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Columns - JGL Eye
Saturday, 20 August 2011 15:56

 

JGL Eye Column

By JOSEPH G. LARIOSA

(© 2011 Journal Group Link International)

D ETROIT, Michigan (jGLi) – For three days last week, Asian-American journalists attended their 22nd annual convention in Detroit, Michigan, to update themselves with the latest developments in the industry in the face of the crippling economic meltdown. But it seems, many of them will be re-tooling themselves with new marketable skills just to survive.

 

While some industry leaders are still trying to absorb the impact of the Internet, they seem to agree that a new sustainable business model is still a work in progress.

 

Multi-platform reporter Victoria Lim of Bright House Sports Network was telling workshop participants that when her former employer was encouraging her fellow reporters to learn additional skills in still photography and videography, those who embraced the new skills are still on the job. But those who refused to diversify were let go.

 

“Since I want myself to be read in print, to be watched on TV and to be surfed online, I just loved the transition,” according to Ms. Lim, a former senior consumer reporter for WFLA-TV, the Tampa Tribune and www.tbo.com, nicknamed the “Queen of Convergence” and award-winning and pioneering multi-platform, multimedia reporter.

 

When this columnist asked her if her multi-tasking effort is being rewarded with additional paycheck, she demurred, saying, “I’ll have to ask my boss about it.”

 

Another workshop (Visual Storytelling III) speaker, Kathy Kieliszewki, deputy director of photo & video of the Detroit Free Press, said, “Everybody is doing everything now. Photographers are getting stories. Reporters are becoming photographers. Even our editor was taking photos on assignments when we have a gap. And a gap filler, who becomes an expert in that gap will always get the leads.

 

“It is hard to be on top of the game during newsroom transitioning and hopefully, everybody will do it well. A lot of those embraced it (transitioning) as we move forward with union shop, pay scale, etc.”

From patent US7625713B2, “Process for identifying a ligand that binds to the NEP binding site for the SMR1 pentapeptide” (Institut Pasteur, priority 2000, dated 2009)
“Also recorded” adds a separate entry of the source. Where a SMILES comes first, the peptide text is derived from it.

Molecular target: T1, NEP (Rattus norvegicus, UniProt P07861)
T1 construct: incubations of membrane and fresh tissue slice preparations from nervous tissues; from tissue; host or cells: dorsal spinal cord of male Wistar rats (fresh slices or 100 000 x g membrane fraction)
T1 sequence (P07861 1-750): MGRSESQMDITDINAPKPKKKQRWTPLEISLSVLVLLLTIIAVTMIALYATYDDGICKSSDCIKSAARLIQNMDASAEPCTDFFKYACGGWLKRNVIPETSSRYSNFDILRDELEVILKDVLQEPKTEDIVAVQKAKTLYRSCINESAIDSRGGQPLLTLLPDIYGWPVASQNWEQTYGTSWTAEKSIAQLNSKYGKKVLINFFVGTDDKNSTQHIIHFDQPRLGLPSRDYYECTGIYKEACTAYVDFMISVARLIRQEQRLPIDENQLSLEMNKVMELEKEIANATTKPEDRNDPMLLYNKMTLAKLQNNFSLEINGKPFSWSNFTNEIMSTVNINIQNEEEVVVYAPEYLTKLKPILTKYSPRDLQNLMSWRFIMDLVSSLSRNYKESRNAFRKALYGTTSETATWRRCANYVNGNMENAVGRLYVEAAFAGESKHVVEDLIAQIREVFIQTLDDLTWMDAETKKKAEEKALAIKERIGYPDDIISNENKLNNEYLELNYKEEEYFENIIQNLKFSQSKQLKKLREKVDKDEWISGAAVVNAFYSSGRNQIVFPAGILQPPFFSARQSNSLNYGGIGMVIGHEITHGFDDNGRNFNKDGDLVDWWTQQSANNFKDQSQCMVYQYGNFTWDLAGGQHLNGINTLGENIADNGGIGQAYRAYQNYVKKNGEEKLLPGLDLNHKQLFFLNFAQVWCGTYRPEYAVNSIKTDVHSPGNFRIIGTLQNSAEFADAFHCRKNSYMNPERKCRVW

CONTRIBUTIONS ARE ALSO WELCOME

 

As to “citizen journalists” contributing photos to newspapers, Ms. Kieliszewki said on rare occasion if someone will pitch in a photo, like a flipping boat over the Detroit River that was compelling to use, she would still pay a freelancer for the photo.

 

But Torey Malatia, president & CEO, Chicago Public Media, one of the presenters in the workshop, “The Future of Journalism: Is Journalism a Sustainable Business Model?,” told me there is really no paycheck for citizen journalists. But publication of their contribution is incentive enough and that they were thanked for it. “We show are respect to contributors by calling them and suggesting to them if they can take the shots differently. And we usually verify the source before we publish them.”

 

For his part, Marcus Brauchli, executive editor of The Washington Post, told me that while citizen journalism is being encouraged so they can submit video, photo and comments, there is no pay waiting for these contributors.

 

Mr. Brauchli does not know if print media will be charging for contents. “I don’t know any model right now.”

 

THE WASHINGTON POST  STILL MONITORING NEW BUSINESS MODELS

 

B ut he said they are watching other members in the industry, like The New York Times, which is charging for its content. “Right now we are the largest free news outlet in America and we want people reading our contents and our traffic is the greatest. We certainly benefit from Facebook and other social media.”

 

Janet Mason, president & general manager, WZZM 13/Gannett, another panelist, said for media to sustain the interest of their readers or listeners they have to approach things differently, citing ABC’s segment by Diane Sawyer, “Made in America.” It shows a home owner taking stuff out in his front yard if they are not made in America. It turned out every single stuff were brought out of the house.

 

To gain credibility of general managers doing commentary in their TV programs they should only discuss topics that are of their expertise. And citizen journalism shooting video will be an interesting feature of some newscast since they bring new perspective to listeners and readers not available to the media staff.

 

“If you give audience good local content and there is no competition, readers will be willing to pay. But if you are just regurgitating the news from the competition, then, there is no money waiting for any outlet,” Ms. Mason added. # # #

 

Editor’s Note: To contact the author, please e-mail him at: (lariosa_jos@sbcglobal.net)

 

 


Last Updated on Monday, 29 August 2011 03:34
 

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